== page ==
Another power shock for KSEB consumers? Likely, says minister

Minister says KSEB facing Rs7,300-crore debt burden

According to Power Minister M.M. Mani's hint  a hike in power tariff is imminent,  owing to Rs 7,300-crore debt burden faced by Kerala State Electricity Board (KSEB) Ltd and dependence on power sources from outside for 70% of the state's requirement.   

“Consumers will have to bear the burden of the hike and it is inevitable. Nearly 99.9% of the revenue of the KSEB is from tariff and hike has to be effected,’’ the Minister said at a press conference here on Tuesday.

 Mani said that if the power tariff is not raised,  the KSEB may face a financial crisis and would have to depend on the State exchequer for remaining viable.  A  Rs4,035.57-crore project will be rolled out by Chief Minister Pinarayi Vijayan on June 14 to reduce transmission loss and provide hassle-free electricity to consumers. Named Dyuthi 2021, the project, to be completed in 2021, aims at modernising electric lines using new technology and easy detection of faults in the lines.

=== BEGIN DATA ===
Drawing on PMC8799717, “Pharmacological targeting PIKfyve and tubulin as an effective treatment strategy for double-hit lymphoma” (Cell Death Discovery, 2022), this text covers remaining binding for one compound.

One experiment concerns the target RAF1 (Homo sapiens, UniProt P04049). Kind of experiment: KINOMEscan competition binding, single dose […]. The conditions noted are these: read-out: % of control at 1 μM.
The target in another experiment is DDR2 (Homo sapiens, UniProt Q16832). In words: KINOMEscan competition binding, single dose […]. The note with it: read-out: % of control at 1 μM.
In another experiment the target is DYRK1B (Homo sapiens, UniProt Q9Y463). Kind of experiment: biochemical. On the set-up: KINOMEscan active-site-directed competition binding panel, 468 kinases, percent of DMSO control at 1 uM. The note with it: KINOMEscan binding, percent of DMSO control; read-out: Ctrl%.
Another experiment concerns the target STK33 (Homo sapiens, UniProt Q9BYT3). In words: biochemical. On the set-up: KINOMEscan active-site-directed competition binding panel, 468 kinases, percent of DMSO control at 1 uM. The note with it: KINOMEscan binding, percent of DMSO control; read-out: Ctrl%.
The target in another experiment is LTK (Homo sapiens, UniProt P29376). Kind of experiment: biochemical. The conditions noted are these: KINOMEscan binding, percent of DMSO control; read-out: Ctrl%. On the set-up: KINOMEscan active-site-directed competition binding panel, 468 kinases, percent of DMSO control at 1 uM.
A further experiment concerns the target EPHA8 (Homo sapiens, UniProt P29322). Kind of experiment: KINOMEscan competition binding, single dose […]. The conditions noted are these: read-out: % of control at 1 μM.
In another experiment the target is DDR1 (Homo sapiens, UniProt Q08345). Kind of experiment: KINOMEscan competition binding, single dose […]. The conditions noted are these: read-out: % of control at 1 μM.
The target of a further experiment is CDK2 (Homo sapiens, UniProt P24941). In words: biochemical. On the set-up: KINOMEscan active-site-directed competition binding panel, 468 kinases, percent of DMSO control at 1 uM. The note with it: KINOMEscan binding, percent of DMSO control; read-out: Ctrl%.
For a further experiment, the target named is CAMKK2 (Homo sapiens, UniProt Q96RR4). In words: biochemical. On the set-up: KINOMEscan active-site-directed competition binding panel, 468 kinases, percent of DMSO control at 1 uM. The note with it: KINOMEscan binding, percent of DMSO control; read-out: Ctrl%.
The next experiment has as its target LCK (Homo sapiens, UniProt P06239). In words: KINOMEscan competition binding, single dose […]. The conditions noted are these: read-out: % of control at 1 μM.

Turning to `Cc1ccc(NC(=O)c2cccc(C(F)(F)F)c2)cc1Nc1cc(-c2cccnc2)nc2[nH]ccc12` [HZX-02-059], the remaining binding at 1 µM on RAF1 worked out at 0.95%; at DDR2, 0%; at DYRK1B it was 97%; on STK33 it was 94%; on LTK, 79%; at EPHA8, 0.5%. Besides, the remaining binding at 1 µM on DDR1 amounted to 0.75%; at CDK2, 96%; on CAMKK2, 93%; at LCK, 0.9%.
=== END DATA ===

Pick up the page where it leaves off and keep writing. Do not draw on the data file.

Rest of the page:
Smart meters would be installed for domestic consumers for consumption more than 200 units under the Uday scheme of the Centre. The cost of installation will be borne by the KSEB.

The minister also said that a wave energy project will be launched off the Vizhinjam coast. Emphasis would be given to solar energy and small hydroelectric projects to meet the energy needs.

On the Athirappilly project, the Minister said the government was of the view that the project should be implemented. The Congress was opposing it and the CPI had reservations about the project. The project could be implemented only if there was a consensus, he said.

The KSEB would resume all power projects that had been held up for a host of reasons, Mani said, adding that the Pallivasal project had technical problems. The Minister said the KSEB suffered a loss of Rs12 core on account of the recent rain havoc in which 6,000 electric posts were damaged and connections of three lakh consumers were disrupted.

RECOMMENDED STORIES